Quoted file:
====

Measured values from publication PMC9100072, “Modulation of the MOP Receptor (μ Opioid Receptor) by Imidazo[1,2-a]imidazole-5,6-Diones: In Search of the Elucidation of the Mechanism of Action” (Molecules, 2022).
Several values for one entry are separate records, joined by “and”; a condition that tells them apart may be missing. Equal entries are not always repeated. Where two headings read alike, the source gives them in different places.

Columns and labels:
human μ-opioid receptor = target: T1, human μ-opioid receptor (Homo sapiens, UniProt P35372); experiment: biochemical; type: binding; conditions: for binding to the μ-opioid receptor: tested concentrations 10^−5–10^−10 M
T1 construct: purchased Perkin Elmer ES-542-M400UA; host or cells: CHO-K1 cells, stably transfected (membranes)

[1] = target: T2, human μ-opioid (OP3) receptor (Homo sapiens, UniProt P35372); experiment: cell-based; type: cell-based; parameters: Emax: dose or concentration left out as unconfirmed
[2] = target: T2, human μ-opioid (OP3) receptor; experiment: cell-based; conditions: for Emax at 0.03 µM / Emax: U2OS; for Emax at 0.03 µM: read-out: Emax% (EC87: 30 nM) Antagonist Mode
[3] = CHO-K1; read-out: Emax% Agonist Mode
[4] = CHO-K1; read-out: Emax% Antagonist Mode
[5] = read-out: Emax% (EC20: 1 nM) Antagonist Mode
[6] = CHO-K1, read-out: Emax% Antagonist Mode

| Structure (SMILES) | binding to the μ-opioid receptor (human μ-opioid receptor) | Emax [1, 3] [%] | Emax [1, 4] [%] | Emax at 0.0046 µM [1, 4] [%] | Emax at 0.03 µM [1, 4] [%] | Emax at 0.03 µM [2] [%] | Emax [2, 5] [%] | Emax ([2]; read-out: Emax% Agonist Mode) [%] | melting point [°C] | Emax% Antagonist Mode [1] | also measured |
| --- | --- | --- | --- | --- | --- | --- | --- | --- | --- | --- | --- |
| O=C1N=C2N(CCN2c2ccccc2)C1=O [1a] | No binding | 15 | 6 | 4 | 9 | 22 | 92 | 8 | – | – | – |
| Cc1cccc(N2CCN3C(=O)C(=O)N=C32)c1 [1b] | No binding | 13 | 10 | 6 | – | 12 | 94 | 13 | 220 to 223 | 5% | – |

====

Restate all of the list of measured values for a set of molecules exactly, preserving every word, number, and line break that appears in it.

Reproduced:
Measured values from publication PMC9100072, “Modulation of the MOP Receptor (μ Opioid Receptor) by Imidazo[1,2-a]imidazole-5,6-Diones: In Search of the Elucidation of the Mechanism of Action” (Molecules, 2022).
Several values for one entry are separate records, joined by “and”; a condition that tells them apart may be missing. Equal entries are not always repeated. Where two headings read alike, the source gives them in different places.

Columns and labels:
human μ-opioid receptor = target: T1, human μ-opioid receptor (Homo sapiens, UniProt P35372); experiment: biochemical; type: binding; conditions: for binding to the μ-opioid receptor: tested concentrations 10^−5–10^−10 M
T1 construct: purchased Perkin Elmer ES-542-M400UA; host or cells: CHO-K1 cells, stably transfected (membranes)

[1] = target: T2, human μ-opioid (OP3) receptor (Homo sapiens, UniProt P35372); experiment: cell-based; type: cell-based; parameters: Emax: dose or concentration left out as unconfirmed
[2] = target: T2, human μ-opioid (OP3) receptor; experiment: cell-based; conditions: for Emax at 0.03 µM / Emax: U2OS; for Emax at 0.03 µM: read-out: Emax% (EC87: 30 nM) Antagonist Mode
[3] = CHO-K1; read-out: Emax% Agonist Mode
[4] = CHO-K1; read-out: Emax% Antagonist Mode
[5] = read-out: Emax% (EC20: 1 nM) Antagonist Mode
[6] = CHO-K1, read-out: Emax% Antagonist Mode

| Structure (SMILES) | binding to the μ-opioid receptor (human μ-opioid receptor) | Emax [1, 3] [%] | Emax [1, 4] [%] | Emax at 0.0046 µM [1, 4] [%] | Emax at 0.03 µM [1, 4] [%] | Emax at 0.03 µM [2] [%] | Emax [2, 5] [%] | Emax ([2]; read-out: Emax% Agonist Mode) [%] | melting point [°C] | Emax% Antagonist Mode [1] | also measured |
| --- | --- | --- | --- | --- | --- | --- | --- | --- | --- | --- | --- |
| O=C1N=C2N(CCN2c2ccccc2)C1=O [1a] | No binding | 15 | 6 | 4 | 9 | 22 | 92 | 8 | – | – | – |
| Cc1cccc(N2CCN3C(=O)C(=O)N=C32)c1 [1b] | No binding | 13 | 10 | 6 | – | 12 | 94 | 13 | 220 to 223 | 5% | – |